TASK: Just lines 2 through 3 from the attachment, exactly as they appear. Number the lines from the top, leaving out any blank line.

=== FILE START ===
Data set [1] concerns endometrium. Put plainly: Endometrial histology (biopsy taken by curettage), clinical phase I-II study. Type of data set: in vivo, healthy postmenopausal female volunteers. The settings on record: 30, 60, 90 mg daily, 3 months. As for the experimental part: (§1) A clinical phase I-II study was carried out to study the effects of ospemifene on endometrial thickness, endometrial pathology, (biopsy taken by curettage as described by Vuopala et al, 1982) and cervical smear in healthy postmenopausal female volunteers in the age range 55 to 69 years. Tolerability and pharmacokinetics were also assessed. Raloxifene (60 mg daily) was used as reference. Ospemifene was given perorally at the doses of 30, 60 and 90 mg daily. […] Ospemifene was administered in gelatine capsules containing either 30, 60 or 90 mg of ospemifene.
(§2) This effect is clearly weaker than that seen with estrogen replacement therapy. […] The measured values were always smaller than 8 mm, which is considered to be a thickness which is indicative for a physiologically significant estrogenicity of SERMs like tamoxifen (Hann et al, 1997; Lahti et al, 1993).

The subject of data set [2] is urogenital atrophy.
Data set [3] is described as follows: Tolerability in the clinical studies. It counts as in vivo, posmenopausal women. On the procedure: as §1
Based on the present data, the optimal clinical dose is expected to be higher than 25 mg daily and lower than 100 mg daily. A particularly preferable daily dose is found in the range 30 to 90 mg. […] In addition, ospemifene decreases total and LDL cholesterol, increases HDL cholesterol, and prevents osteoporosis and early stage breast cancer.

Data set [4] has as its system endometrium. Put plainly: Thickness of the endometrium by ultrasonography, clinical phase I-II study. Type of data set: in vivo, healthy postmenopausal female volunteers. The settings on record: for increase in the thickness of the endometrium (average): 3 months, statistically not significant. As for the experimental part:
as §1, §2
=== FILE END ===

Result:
(§2) This effect is clearly weaker than that seen with estrogen replacement therapy. […] The measured values were always smaller than 8 mm, which is considered to be a thickness which is indicative for a physiologically significant estrogenicity of SERMs like tamoxifen (Hann et al, 1997; Lahti et al, 1993).

The subject of data set [2] is urogenital atrophy.